Salt Springs Recreation Area is one the recreational jewels of the Ocala National Forest, with a spectacular natural mineral spring that gives the area its name. Plenty of outdoor activities keep campers and day-use visitors busy, including swimming in the springs, fishing, snorkeling, hiking and boating. In the early 1900s, many people came to the spring, believing it had medicinal healing powers. Today’s visitors will find Salt Springs gushes forth 52 million gallon of water daily at a constant 74° Fahrenheit.

 

Ocala Springs

Ocala Springs is located in Ocala and offers a variety of camping options, including cabins, RV sites, and primitive campsites. The spring is one of the largest in Florida and provides a great place to swim, tube, or kayak. There are also hiking trails available.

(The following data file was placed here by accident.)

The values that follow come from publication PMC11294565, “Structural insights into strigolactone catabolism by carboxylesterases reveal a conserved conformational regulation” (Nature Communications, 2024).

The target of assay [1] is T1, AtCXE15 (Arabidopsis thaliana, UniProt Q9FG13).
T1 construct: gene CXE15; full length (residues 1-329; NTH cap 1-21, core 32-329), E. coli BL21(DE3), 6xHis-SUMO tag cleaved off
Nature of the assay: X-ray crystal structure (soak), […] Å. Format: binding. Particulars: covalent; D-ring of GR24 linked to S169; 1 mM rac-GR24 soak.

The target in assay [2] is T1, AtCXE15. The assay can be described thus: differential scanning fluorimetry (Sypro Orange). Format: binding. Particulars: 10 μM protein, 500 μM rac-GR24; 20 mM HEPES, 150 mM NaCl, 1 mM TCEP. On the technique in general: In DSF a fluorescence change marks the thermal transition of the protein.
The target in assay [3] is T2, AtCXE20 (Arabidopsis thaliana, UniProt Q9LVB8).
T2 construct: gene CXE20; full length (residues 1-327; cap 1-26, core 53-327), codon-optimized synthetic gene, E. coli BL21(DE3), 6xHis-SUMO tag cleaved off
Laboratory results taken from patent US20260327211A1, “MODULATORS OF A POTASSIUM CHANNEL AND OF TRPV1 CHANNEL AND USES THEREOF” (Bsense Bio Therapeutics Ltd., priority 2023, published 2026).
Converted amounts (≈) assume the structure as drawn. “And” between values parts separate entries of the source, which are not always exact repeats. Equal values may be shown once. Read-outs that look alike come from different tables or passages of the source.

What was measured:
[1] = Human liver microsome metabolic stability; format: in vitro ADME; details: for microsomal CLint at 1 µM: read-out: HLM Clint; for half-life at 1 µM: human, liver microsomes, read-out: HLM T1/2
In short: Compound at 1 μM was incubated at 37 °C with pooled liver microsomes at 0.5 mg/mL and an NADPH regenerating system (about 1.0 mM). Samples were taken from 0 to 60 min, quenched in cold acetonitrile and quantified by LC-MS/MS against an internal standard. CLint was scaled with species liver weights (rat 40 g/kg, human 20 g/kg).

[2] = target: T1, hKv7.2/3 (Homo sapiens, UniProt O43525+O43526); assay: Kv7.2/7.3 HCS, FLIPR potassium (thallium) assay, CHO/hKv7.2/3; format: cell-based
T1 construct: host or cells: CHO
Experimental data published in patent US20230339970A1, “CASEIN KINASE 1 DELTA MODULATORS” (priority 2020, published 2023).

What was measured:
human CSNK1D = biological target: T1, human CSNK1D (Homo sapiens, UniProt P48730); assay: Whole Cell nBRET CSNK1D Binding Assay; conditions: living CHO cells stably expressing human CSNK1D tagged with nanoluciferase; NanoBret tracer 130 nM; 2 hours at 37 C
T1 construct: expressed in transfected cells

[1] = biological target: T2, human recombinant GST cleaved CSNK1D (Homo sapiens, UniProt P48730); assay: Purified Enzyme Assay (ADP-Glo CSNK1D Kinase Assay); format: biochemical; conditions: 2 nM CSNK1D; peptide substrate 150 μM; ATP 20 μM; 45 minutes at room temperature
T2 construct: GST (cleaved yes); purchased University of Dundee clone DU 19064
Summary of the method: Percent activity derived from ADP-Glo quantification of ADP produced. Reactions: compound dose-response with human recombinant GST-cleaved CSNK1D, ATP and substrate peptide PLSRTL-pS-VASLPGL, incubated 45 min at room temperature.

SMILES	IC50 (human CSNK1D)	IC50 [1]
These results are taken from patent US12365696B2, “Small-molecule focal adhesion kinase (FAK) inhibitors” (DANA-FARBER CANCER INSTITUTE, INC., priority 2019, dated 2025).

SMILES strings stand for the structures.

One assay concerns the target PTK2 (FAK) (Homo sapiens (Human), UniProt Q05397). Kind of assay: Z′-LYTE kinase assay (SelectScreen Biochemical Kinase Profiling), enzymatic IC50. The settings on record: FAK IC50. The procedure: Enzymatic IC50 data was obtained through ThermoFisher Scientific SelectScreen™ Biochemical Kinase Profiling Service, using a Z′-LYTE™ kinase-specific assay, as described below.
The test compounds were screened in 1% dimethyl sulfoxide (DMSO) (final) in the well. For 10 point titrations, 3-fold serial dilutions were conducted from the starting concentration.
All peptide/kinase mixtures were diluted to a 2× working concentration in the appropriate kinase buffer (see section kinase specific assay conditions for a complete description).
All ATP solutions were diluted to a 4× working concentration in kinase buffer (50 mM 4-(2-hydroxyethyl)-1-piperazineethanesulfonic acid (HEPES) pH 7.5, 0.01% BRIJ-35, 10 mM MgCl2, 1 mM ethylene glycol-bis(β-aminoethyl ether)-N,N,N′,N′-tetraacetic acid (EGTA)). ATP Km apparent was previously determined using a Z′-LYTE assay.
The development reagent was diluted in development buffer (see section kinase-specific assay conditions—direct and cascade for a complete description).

withlacoochee river state park

Withlacoochee River State Park

Withlacoochee River State Park is located in Dunnellon and offers a variety of camping options, including cabins, RV sites, and primitive campsites. The river is one of the most popular attractions at the park and provides a great place to swim, tube, or kayak. There are also hiking trails available.

suwannee river state park

Suwannee River State Park

Suwannee River State Park is located in Live Oak and offers a variety of camping options, including cabins, RV sites, and primitive campsites. The river is one of the most popular attractions at the park and provides a great place to swim, tube, or kayak. There are also hiking trails available.

At the intersection of the Suwannee and Withlacoochee rivers, patches of rain lilies spring up on earthen mounds built to defend against Union Navy gunboats. This park is alive with history. Visitors can see remnants of a 19th-century steamship and two ghost towns that have been reclaimed by the sandhill wilderness, which is home to diverse and imperiled native species. Look out over the river or stop by Little Gem Spring, and you are treading on storied ground.